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July 2 2022 2:31 AM ˚
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Harassing who serve us

Khalid Dalal
Khalid Dalal is a former advisor at the Royal Hashemite Court, a former director of media and communication at the Office of His Majesty King Abdullah, and works currently as a senior advisor for business development at Al-Ghad and Jordan News.
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We might laugh at some memes or jokes circulated online and through mobile phone chat apps about public figures. This is normal and acceptable when harmless and when it stops there. But last week's episode involving a text-book case of bullying and harassment of ArabiaWeather CEO Mohammed Al-Shaker went too far.اضافة اعلان

It started with someone obtaining the young entrepreneur's personal mobile phone number and sharing it with very many people on very many platforms. The mob mentality kicked in, and many thought it was just a joke. In fact, it is not.

Shaker, who represents the best of Jordanian youth due to his hard work, perseverance, entrepreneurial spirit and a success story that has made our country proud, said in interviews that he was harassed over the phone hundreds of times just because some persons thought, due to a couple of hours-delay in the arrival of snow to Amman on Wednesday, that ArabiaWeather was wrong in its forecast of heavy snow.

Those people did not wait to see that the prediction was 100 percent accurate. They jumped at the opportunity of accessing his phone number and were having fun directing insults at him and his family.

He had to deal with a storm of abusive texts and phone calls before the good-for-nothing critics realized that he and his team were right and they were wrong.

Shaker's ArabiaWeather Inc. "is the leading provider of weather products, services, and solutions to consumers and businesses in the Middle East".

The entrepreneur, who started as an amateur and single-handedly built his successful enterprise, created tens of jobs for young people manning the company's offices in Jordan and elsewhere, including "world-class talented meteorologists, data scientists, developers, designers, and salespeople".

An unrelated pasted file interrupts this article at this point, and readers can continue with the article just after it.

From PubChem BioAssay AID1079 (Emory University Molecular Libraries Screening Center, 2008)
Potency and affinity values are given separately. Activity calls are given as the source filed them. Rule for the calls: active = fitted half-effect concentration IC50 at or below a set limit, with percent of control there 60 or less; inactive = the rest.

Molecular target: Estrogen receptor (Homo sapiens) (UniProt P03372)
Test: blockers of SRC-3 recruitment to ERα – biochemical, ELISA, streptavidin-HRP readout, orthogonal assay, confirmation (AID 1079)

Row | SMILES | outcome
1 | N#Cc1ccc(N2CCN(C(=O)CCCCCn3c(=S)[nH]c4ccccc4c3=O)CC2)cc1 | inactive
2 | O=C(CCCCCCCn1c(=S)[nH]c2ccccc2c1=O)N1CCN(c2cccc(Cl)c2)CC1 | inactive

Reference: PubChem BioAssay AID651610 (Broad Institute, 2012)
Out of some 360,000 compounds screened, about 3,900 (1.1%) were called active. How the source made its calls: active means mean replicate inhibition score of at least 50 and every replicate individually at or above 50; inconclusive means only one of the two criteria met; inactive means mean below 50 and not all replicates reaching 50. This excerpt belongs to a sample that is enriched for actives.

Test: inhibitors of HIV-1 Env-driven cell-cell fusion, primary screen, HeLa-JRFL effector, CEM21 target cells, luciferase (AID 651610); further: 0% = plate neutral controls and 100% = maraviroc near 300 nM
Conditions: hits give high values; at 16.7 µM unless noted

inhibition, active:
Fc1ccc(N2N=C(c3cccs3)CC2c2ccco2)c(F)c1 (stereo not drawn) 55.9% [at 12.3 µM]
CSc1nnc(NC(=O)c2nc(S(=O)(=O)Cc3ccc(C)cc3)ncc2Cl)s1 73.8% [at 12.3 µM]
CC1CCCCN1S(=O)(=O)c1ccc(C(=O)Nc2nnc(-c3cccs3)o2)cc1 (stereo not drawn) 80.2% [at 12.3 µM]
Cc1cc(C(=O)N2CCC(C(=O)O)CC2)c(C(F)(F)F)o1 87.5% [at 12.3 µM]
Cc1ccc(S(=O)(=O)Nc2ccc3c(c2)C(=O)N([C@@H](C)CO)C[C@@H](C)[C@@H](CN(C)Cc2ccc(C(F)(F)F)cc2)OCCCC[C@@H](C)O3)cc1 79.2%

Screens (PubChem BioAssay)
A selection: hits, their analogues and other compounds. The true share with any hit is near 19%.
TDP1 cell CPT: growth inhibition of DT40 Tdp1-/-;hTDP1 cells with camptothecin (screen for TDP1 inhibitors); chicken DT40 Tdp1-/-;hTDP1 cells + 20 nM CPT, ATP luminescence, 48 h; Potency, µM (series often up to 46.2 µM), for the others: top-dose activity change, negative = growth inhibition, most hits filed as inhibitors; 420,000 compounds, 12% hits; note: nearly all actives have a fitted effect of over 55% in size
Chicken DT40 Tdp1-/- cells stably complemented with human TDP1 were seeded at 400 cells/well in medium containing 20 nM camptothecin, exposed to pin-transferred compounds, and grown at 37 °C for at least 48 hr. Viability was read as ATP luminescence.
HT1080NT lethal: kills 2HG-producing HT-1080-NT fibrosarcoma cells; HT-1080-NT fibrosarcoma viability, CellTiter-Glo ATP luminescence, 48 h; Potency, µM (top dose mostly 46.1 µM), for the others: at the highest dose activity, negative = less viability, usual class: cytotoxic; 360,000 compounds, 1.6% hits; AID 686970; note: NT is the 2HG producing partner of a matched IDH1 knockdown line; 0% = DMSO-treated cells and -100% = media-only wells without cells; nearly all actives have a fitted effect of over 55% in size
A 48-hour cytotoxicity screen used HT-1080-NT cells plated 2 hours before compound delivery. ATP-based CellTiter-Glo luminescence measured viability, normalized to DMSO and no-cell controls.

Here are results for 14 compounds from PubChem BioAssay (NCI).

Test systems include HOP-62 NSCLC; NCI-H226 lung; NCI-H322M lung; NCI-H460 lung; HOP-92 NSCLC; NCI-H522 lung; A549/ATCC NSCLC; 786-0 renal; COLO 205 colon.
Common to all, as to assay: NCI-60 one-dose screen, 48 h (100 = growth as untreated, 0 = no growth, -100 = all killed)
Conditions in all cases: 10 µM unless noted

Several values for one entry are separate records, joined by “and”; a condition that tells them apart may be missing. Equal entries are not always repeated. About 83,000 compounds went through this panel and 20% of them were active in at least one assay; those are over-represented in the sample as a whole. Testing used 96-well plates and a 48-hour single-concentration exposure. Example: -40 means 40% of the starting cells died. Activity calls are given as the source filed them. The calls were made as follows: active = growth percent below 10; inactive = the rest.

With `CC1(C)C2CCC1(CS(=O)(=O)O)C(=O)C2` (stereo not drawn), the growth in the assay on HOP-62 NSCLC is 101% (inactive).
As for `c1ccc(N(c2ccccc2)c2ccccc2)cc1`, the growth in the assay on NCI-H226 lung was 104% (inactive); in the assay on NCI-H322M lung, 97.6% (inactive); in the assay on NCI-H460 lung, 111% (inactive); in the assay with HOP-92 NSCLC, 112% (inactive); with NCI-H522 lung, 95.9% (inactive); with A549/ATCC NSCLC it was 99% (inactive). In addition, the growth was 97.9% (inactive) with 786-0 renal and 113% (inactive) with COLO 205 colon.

All this is a made-in-Jordan product; and we have more start-ups that are now worth hundreds of millions, with a couple already sold for fortunes to international giants like Amazon and Yahoo. The latest was Jordan-made mobile application, Jawaker, which has been acquired for $205 million by Stillfront, a global group of gaming studios.

It is not clear yet if Shaker has filed official complaints against the bullies, but we are confident that the law enforcement agencies will take some measures under these, and other, circumstances, and we do need that, to make an example of the perpetrators to others, and eventually put an end to this alarming behavior.

This socio-psychological phenomenon has been part of the social life ever since the first human community took shape. It is simply about getting away with hostile actions by hiding, or disappearing, in a crowd of like-minded people who are committing the same crime collectively. Police work is very important here, but a holistic approach is the actual solution.

This starts with the family and school. Parents, teachers, religious preachers, influencers and others conveying the message to the younger generation that cyberbullying and harassment of others in any form is not funny. In other words: the people, who find time and desire to design a meme to mock others or pick the phone to bully a fellow citizen have nothing else to do, which takes us to a different level, where we should work harder to find jobs for young people or get them busy with doing useful things through well-designed and well-thought engagement programs.

Let us start with serious scientific studies of the phenomenon in the Jordanian context, and make recommendations to experts and decision makers to design and implement awareness programs, coupled with toughening the legal consequences of the act of bullying at all levels. Let us do it before it is too late.

The writer is a former advisor at the Royal Hashemite Court, a former director of media and communication at the Office of His Majesty King Abdullah, and works currently as a senior advisor for business development at Al-Ghad and Jordan News.


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